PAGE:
Not many people can claim they started a food trend that's lasted more than half a century but John Drenka of Squamish can - and will. The 95 year old, who says he's "too God-damned old" to still run the kiosk at the annual Squamish Days Logger Sports festival, perfected his beef on a bun recipe for a 1956 equine event in Squamish.
"The original one was for Horse Capades, that was the first time I did it but it took many, many years to put it together to get it perfect," he said during a phone interview from his home in Squamish. "We used to do a load of around 1,200 pounds of meat and we needed lots of it. I used to baste the meat with a two-gallon jug (of his secret marinade) and also everything depended on the fire, getting the coals just right."
After ordering Drenka's long-perfected beef bun at last Sunday's Logger Sports event at the Al McIntosh Loggers Sports Grounds, I knew there was something uncommon about the sandwich. Here was a taste that could inspire future cravings, and at the very least a return to the Logger Sports events. Though the station is now run by the Squamish Rotary without Drenka's presence, volunteers have worked hard to maintain the recipe. It still includes a generous helping of thinly shaved, tangy marinated beef on a big, soft white bun, which can then be decorated with spicy homemade horseradish, relish, ketchup and mustard. The result is a slightly sloppy handful of moist goodness and the kind of meal that appeals to a broad range of meat lovers.
After telling me his recipe is a secret (but that I could hear it if I promised to forget it), Drenka continued with his beef sandwich story. The now-owner and manager of Squamish Mills, Drenka started working there as a teen in 1934. Always big on community, a couple of decades later he dreamed up the marinade, designed the rotisserie on which to roast the 14-pound inside rounds of beef and started setting a Sea to Sky culinary precedent. Today there's a rotisserie spit set up at the Logger Sports Grounds and another at the Squamish Valley Golf Club on Mamquam Road, where it's used for annual tournaments. Drenka's roasting pits are designed to maximize the slow roast of the nine-section spit so that each receives a steady heat blast for a minimum of four hours. The fire pit is 3.5 metres in diameter and over a metre deep and surrounded by a constant waterfall of rain from a hose attached to the roof above to keep sparks in check.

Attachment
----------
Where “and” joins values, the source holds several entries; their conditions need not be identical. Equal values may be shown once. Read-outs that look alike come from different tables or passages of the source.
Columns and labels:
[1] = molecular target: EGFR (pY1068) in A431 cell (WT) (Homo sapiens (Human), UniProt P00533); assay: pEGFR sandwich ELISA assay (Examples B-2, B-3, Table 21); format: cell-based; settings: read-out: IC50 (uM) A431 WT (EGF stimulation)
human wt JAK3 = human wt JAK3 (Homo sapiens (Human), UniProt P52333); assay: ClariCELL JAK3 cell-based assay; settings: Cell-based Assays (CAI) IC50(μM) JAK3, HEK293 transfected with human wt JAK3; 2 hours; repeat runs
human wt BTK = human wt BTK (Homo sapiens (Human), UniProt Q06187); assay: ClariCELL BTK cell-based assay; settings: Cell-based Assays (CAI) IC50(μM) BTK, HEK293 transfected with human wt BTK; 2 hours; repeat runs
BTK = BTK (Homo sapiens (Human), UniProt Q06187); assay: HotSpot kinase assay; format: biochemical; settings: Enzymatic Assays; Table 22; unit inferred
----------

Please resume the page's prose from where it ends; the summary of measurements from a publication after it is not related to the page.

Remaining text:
"We check the rounds frequently, cut them off and make sure they're medium rare," continued Drenka of his days running the beef barbecue. "We had a big container full of gravy and the meat was heated so when you got it on your bun with a little bit of the dressing it was really nice and warm with lots of onions... God dammit I'm getting hungry," he laughs loudly.
In an average Logger Sports day the Squamish Rotary roasts around 2,400 pounds of beef and sell it all, often by mid-afternoon. While other concessions offer small snacks to tide the hunger, the barbecue beef buns are undeniably the main attraction and Drenka isn't shy about his culinary legacy.
"There's no doubt about that, I got that (reputation) years and years ago," he said. "I got the Rotary to take it over because it was getting too big for me. I handled it myself through the office for about 25 years and then I thought 'what the hell,' and Rotary agreed to take it over and they've been doing a damn good job too."
Drenka's impact in Squamish goes beyond food. The Historical Society released a documentary on his life, titled The Legend of John Drenka earlier this year but his wife Colleen says the really important stuff happened behind the scenes.
"And then he got married to a wonderful wife and had seven wonderful children and they're all living in B.C. and we've been married 64 years," she said with a laugh after stealing the phone from her husband. "I had to say something, he doesn't brag about his wonderful wife who fed him and clothed him all these wonderful years and he's still living so I must have been doing something right!"